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Merlot in Australia: maligned or misunderstood? Or, Sir, can you spare a clone?

  Introduction Given the quality ambitions of many Australian producers, the relative underperformance of merlot in Australia has always struck me as something of an anomaly that is worthy of further thought and attention.  So what is wrong then with Australian merlot? Like all good stories, we have an alleged culprit. Locally the finger generally…Continue readingMerlot in Australia: maligned or misunderstood? Or, Sir, can you spare a clone?

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Wine Reviews

Two good cabernets and a shadow

Every now and then a blind tasting just knocks your socks off, and teaches you something too.  In this case, it was helpful to learn that a “super premium” label that I have recently had doubts about gave rise to the same doubts when tasted blind, and two prestigious labels that I am very partial…Continue readingTwo good cabernets and a shadow

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An exercise in "un" terroir in Beechworth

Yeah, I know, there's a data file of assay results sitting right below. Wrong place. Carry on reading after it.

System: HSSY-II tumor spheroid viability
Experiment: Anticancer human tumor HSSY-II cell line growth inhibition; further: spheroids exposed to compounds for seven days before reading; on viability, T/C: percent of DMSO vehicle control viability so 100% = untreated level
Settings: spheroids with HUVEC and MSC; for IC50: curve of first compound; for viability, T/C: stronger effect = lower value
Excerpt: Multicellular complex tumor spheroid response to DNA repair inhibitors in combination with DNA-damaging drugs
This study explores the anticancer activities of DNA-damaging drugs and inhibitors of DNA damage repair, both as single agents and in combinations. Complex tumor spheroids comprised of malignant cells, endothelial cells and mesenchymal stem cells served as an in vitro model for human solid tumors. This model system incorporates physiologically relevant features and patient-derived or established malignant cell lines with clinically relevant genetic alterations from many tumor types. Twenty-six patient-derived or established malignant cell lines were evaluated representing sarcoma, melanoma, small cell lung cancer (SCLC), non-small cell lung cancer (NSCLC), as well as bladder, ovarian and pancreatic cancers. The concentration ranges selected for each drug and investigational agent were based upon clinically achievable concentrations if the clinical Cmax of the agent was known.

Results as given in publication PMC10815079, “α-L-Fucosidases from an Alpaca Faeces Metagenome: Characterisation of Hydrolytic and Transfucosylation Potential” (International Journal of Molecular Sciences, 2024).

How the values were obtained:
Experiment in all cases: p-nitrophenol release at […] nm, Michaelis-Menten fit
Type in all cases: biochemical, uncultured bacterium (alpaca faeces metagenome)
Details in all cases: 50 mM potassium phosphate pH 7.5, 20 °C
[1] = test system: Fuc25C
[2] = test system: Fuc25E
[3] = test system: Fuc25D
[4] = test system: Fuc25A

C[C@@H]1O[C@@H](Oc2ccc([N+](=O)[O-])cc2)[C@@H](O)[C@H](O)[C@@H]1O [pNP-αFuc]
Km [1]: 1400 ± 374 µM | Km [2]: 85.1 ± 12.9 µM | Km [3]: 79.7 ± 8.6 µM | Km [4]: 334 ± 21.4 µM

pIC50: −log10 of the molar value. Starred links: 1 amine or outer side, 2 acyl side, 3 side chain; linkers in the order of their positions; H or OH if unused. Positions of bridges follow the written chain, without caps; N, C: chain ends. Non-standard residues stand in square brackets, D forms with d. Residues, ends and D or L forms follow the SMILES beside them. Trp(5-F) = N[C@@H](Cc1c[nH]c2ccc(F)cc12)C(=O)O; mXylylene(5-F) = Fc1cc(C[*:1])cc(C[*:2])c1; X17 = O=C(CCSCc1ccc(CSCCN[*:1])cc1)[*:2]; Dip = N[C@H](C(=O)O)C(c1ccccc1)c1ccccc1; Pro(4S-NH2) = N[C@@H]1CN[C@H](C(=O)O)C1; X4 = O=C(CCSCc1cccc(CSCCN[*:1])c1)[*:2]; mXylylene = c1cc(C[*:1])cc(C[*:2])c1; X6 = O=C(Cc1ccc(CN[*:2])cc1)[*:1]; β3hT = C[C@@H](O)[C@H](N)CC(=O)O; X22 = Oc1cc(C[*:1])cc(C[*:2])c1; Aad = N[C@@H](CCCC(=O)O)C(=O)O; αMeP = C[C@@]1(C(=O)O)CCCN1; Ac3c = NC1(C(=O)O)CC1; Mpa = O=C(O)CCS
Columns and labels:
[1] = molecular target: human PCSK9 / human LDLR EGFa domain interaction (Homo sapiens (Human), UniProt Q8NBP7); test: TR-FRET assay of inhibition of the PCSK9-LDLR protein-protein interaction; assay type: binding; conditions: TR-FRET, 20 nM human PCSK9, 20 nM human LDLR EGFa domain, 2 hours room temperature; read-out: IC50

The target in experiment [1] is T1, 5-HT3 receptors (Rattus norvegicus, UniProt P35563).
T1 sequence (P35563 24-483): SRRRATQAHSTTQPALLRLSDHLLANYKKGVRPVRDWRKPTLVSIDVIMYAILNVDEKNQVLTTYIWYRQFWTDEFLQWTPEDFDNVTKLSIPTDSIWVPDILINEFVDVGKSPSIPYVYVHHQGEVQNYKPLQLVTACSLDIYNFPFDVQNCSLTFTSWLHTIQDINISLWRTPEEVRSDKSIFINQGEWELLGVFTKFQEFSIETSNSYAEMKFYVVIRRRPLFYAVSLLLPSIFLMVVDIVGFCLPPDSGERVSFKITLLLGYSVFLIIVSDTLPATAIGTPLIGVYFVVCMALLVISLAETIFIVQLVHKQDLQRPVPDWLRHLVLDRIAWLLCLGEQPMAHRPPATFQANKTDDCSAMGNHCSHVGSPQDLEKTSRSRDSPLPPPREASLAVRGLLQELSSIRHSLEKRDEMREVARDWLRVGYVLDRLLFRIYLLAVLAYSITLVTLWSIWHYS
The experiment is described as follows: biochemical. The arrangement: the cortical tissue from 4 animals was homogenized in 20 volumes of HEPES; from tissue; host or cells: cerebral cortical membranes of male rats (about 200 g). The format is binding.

I recently had the good fortune to be served blind three chardonnays from Beechworth, all from the same year (2010), and all sourced from the same mature vineyard (Smith’s vineyard) situated outside of Beechworth.  The thing about blind tasting is it is just that – prejudices and biases are not able to take root –…Continue readingAn exercise in "un" terroir in Beechworth

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Phylloxera: Victoria and South Australian changes

Phillip White wrote an interesting article the other day on proposed changes to relax rules in South Australia regarding the transport of grape harvesters and other machinery and equipment from Victoria to South Australia, provided that they have come from a “phylloxera exclusion zone”. For those unacquainted with phylloxera, it is the insect that laid waste…Continue readingPhylloxera: Victoria and South Australian changes